But whatever is going to be happening with Eastman is going to be drama of a whole another level. He is at the center of a lot of this and has been in many ways the architect of what is in Donald Trump`s mind. And I think that that`s an important feature for me as I look at this. Donald Trump is like, I know I won this election, prove it. And Eastman was like, I think we have a way, a few ways we can do that.

And so you have this combination when people talk about mens rea, and what Trump is thinking. Trump surrounds himself with people who execute on things that he says out loud, without having to put it on paper, without having drawn out memos. That`s why there`s very little paper trail. But follow the actions of the people around him. Follow the steps they take. Because that begins to lead to with the bread comes back to what Donald Trump was thinking. These folks do not act, nor execute without his sign off.

That`s just the way his world works. So he`s not -- Eastman is not going to go out there and put all this in motion without doubling back with Trump.


STEELE: Without talking back with Giuliani and confirming that at least the three of them are on the same page.

MELBER: Well, you make it so clear, Michael. It`s like, you know how you cannot throw yourself a surprise party?


MELBER: It`s not possible.

STEELE: It`s not possible.

MELBER: Right. The one thing about a surprise party is that the subject, the star, the birthday person, has to be surprised.

STEELE: Right.

MELBER: You cannot throw yourself a surprise coup.

STEELE: No. And no matter how --

MELBER: If you`re going to do it, you`re instructing it. Go ahead.

STEELE: Well, I was going to say, and no matter how much you walk in the room after the fact and go, what? Who me? Everybody knows.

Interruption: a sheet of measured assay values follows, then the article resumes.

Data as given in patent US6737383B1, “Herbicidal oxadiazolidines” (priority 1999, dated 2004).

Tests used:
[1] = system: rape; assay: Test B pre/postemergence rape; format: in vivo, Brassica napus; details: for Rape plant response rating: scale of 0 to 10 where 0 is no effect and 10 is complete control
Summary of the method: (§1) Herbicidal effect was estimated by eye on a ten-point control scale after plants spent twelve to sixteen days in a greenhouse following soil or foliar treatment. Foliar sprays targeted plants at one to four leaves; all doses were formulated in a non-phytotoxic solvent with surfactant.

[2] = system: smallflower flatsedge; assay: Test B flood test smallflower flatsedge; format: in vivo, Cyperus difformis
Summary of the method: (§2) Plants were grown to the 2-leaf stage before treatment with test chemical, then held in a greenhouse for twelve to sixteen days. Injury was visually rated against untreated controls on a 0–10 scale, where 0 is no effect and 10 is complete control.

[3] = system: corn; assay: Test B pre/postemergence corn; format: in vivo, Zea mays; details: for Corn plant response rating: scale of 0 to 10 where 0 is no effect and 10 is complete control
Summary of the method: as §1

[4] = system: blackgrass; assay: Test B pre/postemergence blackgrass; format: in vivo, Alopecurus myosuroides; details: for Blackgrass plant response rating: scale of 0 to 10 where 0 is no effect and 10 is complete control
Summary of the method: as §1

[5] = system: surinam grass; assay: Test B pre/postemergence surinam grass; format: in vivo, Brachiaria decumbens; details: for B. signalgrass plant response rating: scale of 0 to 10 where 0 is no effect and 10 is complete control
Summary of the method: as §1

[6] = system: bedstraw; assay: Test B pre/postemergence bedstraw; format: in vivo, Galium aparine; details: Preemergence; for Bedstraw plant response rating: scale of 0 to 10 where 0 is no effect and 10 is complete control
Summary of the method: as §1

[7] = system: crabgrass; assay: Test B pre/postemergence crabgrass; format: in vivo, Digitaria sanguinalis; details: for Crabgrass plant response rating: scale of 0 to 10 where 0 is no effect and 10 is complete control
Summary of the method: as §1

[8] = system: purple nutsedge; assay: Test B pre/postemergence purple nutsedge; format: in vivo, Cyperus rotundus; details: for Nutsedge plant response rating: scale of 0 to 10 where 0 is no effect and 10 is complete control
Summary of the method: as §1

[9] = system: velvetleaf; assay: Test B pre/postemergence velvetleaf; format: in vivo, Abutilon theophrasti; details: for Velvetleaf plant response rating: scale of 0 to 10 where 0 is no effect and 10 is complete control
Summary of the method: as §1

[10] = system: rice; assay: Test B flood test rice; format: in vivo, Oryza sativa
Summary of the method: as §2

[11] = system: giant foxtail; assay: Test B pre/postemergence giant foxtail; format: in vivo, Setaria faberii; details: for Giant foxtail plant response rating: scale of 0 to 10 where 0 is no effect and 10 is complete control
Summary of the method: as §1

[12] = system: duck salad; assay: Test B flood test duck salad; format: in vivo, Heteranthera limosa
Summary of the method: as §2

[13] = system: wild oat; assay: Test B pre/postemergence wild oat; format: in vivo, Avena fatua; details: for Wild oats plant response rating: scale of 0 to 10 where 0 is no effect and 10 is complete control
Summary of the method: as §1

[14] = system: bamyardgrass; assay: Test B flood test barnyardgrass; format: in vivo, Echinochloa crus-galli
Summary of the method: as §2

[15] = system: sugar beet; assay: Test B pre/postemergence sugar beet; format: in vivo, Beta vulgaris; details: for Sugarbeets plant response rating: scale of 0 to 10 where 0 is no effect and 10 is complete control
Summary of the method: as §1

MELBER: This military junta for me? Yes, oh. Yes, exactly.

STEELE: Right. Love that color blue. Well, yes. Because I picked it out. Right?

MELBER: Right.

STEELE: And that`s how Trump operates. And people fundamentally need to understand what`s driving this train. And it`s Trump.


STEELE: It`s always been Trump.

MELBER: Amen. And that`s important because it goes to what Eastman is about. It`s funny but not funny ha-ha. It`s funny authoritarian, which is not our favorite time of funny, Michael. But we`ll do. I appreciate you kicking us off today.

STEELE: Hey, man, always. Always, brother. Take care of yourself.

MELBER: Yes, sir. You too.

Michael Steele, coming to you live and direct.

As I mentioned, we have a lot coming up including why Ron Johnson, who you see here, faking a phone call is under calls to resign. I have a breakdown on that and a fact check. And tonight, our deep dive on why the religious right is declining in America. What that means as we keep an eye on the Supreme Court, and our friend Chai Komanduri, all here up ahead. Stay with us.



MELBER: Republican Senator Ron Johnson facing this new scandal and even some calls to resign after that insurrection hearing broke the news that as Mike Pence was preparing to certify the now infamous election procedure on January 6th, Johnson was still agitating to personally confront Pence, and tried to give him these possibly fraudulent documents that would back some kind of voter fraud on the Senate floor potentially.

All of this moments before the Capitol was breached. Now Pence had rejected Trump`s illegal orders to try to steal the election but Johnson pressed on. His top aides saying Johnson needs to hand something to VPOTUS, please. An aide asked what it was, perhaps aware of the plot, and the staffer responds, it`s the, quote, "alternate slate of electors from Michigan and Wisconsin. The archivists didn`t receive them," as if they were real or valid which again shows being involved in actually submitting this.


Pence aide responds, "Do not give that to him."